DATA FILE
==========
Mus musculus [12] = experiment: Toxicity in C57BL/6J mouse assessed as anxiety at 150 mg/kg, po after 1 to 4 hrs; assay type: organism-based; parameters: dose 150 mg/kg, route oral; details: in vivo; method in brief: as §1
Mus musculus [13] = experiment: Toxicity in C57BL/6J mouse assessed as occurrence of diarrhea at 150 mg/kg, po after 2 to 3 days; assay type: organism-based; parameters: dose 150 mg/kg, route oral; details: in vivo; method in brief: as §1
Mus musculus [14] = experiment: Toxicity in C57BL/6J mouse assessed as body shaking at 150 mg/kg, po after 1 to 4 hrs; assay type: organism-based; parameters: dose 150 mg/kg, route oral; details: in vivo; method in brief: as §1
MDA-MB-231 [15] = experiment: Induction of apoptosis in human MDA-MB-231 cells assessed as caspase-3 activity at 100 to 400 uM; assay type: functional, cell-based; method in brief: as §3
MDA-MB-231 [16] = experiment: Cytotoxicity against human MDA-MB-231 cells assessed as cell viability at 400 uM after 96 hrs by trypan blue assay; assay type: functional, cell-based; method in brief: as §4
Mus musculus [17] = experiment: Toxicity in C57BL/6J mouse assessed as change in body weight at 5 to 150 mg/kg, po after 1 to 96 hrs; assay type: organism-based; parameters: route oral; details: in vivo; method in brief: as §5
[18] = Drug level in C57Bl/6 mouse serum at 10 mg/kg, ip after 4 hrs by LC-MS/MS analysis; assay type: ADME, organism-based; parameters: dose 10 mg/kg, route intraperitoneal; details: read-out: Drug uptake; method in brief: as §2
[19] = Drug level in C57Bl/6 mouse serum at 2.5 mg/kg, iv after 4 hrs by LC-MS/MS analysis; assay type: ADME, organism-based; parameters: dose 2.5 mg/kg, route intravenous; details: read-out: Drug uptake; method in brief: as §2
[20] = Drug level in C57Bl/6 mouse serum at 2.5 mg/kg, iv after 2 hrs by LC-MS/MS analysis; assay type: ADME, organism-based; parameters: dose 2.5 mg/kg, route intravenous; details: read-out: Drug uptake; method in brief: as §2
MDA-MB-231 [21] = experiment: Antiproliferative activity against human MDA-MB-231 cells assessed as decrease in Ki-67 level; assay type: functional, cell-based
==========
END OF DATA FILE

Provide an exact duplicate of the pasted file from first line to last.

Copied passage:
Mus musculus [12] = experiment: Toxicity in C57BL/6J mouse assessed as anxiety at 150 mg/kg, po after 1 to 4 hrs; assay type: organism-based; parameters: dose 150 mg/kg, route oral; details: in vivo; method in brief: as §1
Mus musculus [13] = experiment: Toxicity in C57BL/6J mouse assessed as occurrence of diarrhea at 150 mg/kg, po after 2 to 3 days; assay type: organism-based; parameters: dose 150 mg/kg, route oral; details: in vivo; method in brief: as §1
Mus musculus [14] = experiment: Toxicity in C57BL/6J mouse assessed as body shaking at 150 mg/kg, po after 1 to 4 hrs; assay type: organism-based; parameters: dose 150 mg/kg, route oral; details: in vivo; method in brief: as §1
MDA-MB-231 [15] = experiment: Induction of apoptosis in human MDA-MB-231 cells assessed as caspase-3 activity at 100 to 400 uM; assay type: functional, cell-based; method in brief: as §3
MDA-MB-231 [16] = experiment: Cytotoxicity against human MDA-MB-231 cells assessed as cell viability at 400 uM after 96 hrs by trypan blue assay; assay type: functional, cell-based; method in brief: as §4
Mus musculus [17] = experiment: Toxicity in C57BL/6J mouse assessed as change in body weight at 5 to 150 mg/kg, po after 1 to 96 hrs; assay type: organism-based; parameters: route oral; details: in vivo; method in brief: as §5
[18] = Drug level in C57Bl/6 mouse serum at 10 mg/kg, ip after 4 hrs by LC-MS/MS analysis; assay type: ADME, organism-based; parameters: dose 10 mg/kg, route intraperitoneal; details: read-out: Drug uptake; method in brief: as §2
[19] = Drug level in C57Bl/6 mouse serum at 2.5 mg/kg, iv after 4 hrs by LC-MS/MS analysis; assay type: ADME, organism-based; parameters: dose 2.5 mg/kg, route intravenous; details: read-out: Drug uptake; method in brief: as §2
[20] = Drug level in C57Bl/6 mouse serum at 2.5 mg/kg, iv after 2 hrs by LC-MS/MS analysis; assay type: ADME, organism-based; parameters: dose 2.5 mg/kg, route intravenous; details: read-out: Drug uptake; method in brief: as §2
MDA-MB-231 [21] = experiment: Antiproliferative activity against human MDA-MB-231 cells assessed as decrease in Ki-67 level; assay type: functional, cell-based